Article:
(Bloomberg) — Johnson & Johnson can no longer use bankruptcy to block a trial in California over claims its baby powder caused the deadly cancer of a 24-year-old man, a federal judge ruled Tuesday.
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The ruling is the first of its kind since an appeals court ordered the dismissal of a Chapter 11 bankruptcy case that the health-care giant had been using to stall about 40,000 cancer lawsuits. The appeals court ruling is temporarily on hold while J&J appeals, which means cancer victims must still get special permission to bring their cases to trial.
“The pendulum has swung” against J&J and its bankrupt unit, LTL Management, US Bankruptcy Judge Michael Kaplan, said during a hearing in Trenton, New Jersey. Previously, Kaplan had ruled that no trials should go forward because LTL had a reasonable chance of using bankruptcy to resolve all of the lawsuits at once, instead of fighting them one at a time around the country.
J&J had been using the Chapter 11 case of LTL to block the lawsuits while it tries to negotiate a settlement. People suing J&J allege that baby powder tainted with asbestos causes cancer, a claim the company has long denied.
Anthony Hernandez Valadez sued J&J last year after doctors discovered he had a malignant tumor. In June, Kaplan allowed Hernandez Valadez to file his lawsuit, but blocked him from moving forward with a trial while the bankruptcy case was still going on. On Tuesday, Kaplan ruled the suit can go to a jury once a judge in California says it is ready.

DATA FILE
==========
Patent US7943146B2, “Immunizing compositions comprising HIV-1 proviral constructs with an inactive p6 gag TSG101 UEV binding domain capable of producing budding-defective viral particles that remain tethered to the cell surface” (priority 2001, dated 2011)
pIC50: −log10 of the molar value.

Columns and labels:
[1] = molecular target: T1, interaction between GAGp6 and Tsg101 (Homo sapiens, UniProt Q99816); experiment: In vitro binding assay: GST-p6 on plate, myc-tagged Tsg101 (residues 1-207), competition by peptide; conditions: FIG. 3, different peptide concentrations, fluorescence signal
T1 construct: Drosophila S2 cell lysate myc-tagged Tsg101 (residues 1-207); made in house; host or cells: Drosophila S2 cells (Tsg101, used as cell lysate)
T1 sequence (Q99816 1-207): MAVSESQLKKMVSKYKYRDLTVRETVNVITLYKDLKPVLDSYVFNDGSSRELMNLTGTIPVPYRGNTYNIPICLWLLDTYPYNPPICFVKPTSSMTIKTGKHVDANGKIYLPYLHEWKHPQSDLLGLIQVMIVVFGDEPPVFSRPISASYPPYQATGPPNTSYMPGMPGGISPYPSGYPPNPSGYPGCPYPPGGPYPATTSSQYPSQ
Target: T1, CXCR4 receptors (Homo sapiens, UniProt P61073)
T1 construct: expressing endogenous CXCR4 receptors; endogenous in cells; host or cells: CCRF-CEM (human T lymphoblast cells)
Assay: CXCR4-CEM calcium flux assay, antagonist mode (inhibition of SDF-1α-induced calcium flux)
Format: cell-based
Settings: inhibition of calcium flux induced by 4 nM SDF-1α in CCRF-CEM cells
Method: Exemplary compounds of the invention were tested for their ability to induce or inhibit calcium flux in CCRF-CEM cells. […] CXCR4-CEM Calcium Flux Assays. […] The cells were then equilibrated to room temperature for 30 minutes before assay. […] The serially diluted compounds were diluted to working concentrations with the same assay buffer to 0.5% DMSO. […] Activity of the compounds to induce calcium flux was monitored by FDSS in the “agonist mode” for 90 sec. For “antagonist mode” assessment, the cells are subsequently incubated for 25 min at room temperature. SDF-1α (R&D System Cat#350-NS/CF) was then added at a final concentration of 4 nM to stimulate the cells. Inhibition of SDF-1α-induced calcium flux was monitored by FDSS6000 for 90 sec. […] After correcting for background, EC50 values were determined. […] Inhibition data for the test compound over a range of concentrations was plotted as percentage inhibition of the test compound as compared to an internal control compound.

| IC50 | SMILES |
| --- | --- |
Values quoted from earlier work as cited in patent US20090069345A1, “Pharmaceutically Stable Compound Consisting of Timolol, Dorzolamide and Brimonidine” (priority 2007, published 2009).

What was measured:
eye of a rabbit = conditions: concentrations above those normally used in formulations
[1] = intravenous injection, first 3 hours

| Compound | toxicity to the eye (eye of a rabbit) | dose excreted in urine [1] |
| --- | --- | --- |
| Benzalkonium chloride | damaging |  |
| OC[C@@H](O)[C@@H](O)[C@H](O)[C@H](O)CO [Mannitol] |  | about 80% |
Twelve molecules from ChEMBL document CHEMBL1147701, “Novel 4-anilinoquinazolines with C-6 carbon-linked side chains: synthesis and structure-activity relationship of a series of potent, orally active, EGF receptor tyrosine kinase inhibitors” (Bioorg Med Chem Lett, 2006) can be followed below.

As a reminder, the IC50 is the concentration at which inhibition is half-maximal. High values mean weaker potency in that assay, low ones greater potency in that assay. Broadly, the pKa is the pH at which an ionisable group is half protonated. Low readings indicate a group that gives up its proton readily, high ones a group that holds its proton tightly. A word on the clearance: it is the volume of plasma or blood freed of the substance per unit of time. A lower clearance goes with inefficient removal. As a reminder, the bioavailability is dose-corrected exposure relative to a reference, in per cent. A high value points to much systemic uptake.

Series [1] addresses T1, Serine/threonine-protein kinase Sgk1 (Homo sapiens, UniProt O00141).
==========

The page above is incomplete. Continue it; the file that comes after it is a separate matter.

Hernandez Valadez’s illness “is terminal and he lives on borrowed time,” his lawyers said in a court filing.
On Monday, LTL asked the federal appeals court in Philadelphia to reconsider the decision by a three-judge panel to dismiss the bankruptcy case. LTL argued in court papers Monday that the entire bank of judges should consider letting the Chapter 11 case continue, along with the protection it grants J&J.
Should the appeals court refuse to reconsider the ruling to throw out the bankruptcy, LTL and J&J would have the option to ask the US Supreme Court to intervene. Once LTL and J&J run out of appeals, the bankruptcy would be dismissed and all 40,000 cases would begin to go to trial.
The companies are preparing a contingency plan in case they are forced to fight the lawsuits in court, LTL attorney Greg Gordon said in court Tuesday.
Last year, J&J used a legal maneuver to funnel about 40,000 cancer suits into LTL Management, which immediately filed for bankruptcy to block the litigation while trying to negotiate settlements. The strategy is known as the Texas Two Step because it involves setting up special units under Texas law, or similar statutes in states like Delaware, and then putting those entities into bankruptcy, where all lawsuits are typically put on hold.
The J&J bankruptcy case is LTL Management LLC, 21-30589, U.S. Bankruptcy Court, District of New Jersey (Trenton)
(Updates with details about the cancer lawsuit in fifth paragraph.)
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